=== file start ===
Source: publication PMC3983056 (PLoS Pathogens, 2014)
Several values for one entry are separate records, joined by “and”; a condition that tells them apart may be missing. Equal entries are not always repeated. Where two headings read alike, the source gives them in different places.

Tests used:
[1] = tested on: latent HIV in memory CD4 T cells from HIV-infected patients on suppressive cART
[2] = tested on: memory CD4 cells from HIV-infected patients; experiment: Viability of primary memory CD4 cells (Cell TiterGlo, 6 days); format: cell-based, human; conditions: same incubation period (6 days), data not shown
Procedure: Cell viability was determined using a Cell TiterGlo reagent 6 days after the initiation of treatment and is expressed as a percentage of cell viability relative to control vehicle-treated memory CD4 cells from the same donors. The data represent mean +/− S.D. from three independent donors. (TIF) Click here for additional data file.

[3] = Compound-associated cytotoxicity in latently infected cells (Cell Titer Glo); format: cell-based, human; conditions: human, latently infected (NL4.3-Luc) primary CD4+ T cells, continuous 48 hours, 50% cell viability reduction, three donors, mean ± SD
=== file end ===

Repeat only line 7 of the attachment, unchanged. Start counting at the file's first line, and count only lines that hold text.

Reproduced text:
[3] = Compound-associated cytotoxicity in latently infected cells (Cell Titer Glo); format: cell-based, human; conditions: human, latently infected (NL4.3-Luc) primary CD4+ T cells, continuous 48 hours, 50% cell viability reduction, three donors, mean ± SD